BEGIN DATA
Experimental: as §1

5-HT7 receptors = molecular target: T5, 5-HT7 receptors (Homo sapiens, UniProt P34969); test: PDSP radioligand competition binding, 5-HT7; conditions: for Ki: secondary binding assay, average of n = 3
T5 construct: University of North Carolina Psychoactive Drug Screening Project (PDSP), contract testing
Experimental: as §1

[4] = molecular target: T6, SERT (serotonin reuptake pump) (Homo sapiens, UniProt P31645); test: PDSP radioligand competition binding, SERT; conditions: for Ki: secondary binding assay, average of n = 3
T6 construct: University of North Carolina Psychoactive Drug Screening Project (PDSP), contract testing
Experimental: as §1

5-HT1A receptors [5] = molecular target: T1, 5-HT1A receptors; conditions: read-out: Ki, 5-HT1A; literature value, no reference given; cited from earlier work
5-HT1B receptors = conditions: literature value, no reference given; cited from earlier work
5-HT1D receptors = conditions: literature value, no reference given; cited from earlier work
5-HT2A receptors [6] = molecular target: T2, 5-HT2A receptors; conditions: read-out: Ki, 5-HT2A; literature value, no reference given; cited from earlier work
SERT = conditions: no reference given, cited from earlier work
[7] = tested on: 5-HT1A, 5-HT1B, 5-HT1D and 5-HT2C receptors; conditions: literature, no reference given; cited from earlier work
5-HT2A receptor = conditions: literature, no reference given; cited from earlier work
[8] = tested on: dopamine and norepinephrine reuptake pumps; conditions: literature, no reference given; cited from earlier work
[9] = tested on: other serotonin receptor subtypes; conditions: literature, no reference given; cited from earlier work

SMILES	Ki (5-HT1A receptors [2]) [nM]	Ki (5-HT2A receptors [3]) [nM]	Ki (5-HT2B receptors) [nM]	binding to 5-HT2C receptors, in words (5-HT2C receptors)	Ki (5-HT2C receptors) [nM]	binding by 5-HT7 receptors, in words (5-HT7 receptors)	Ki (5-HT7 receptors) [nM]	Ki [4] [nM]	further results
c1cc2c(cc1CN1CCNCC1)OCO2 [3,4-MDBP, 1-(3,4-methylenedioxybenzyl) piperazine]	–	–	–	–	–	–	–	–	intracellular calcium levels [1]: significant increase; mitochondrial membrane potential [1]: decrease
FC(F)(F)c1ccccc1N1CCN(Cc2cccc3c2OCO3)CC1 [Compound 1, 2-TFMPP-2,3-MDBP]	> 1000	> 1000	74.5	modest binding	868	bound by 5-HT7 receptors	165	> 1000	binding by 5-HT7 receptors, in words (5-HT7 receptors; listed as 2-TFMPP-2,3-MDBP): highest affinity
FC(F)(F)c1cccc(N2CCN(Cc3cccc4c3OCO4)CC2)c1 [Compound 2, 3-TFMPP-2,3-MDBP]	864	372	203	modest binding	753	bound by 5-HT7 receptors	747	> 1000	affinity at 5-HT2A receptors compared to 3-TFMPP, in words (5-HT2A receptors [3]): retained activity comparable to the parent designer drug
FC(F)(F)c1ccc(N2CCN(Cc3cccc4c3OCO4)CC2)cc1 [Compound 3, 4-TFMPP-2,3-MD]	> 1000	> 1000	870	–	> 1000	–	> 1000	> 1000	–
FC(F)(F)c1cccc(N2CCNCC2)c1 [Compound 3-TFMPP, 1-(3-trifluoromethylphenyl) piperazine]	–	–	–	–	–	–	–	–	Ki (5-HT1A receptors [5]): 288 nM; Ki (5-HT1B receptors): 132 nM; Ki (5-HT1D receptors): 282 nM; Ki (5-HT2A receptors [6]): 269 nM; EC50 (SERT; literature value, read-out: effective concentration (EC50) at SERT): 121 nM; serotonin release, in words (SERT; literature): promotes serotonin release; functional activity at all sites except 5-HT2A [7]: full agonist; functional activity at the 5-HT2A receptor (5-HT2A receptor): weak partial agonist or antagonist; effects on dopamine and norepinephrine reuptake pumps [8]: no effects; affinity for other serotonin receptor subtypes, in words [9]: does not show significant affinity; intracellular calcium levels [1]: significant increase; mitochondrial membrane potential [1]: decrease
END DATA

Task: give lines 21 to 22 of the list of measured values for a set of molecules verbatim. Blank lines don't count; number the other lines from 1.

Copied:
FC(F)(F)c1ccc(N2CCN(Cc3cccc4c3OCO4)CC2)cc1 [Compound 3, 4-TFMPP-2,3-MD]	> 1000	> 1000	870	–	> 1000	–	> 1000	> 1000	–
FC(F)(F)c1cccc(N2CCNCC2)c1 [Compound 3-TFMPP, 1-(3-trifluoromethylphenyl) piperazine]	–	–	–	–	–	–	–	–	Ki (5-HT1A receptors [5]): 288 nM; Ki (5-HT1B receptors): 132 nM; Ki (5-HT1D receptors): 282 nM; Ki (5-HT2A receptors [6]): 269 nM; EC50 (SERT; literature value, read-out: effective concentration (EC50) at SERT): 121 nM; serotonin release, in words (SERT; literature): promotes serotonin release; functional activity at all sites except 5-HT2A [7]: full agonist; functional activity at the 5-HT2A receptor (5-HT2A receptor): weak partial agonist or antagonist; effects on dopamine and norepinephrine reuptake pumps [8]: no effects; affinity for other serotonin receptor subtypes, in words [9]: does not show significant affinity; intracellular calcium levels [1]: significant increase; mitochondrial membrane potential [1]: decrease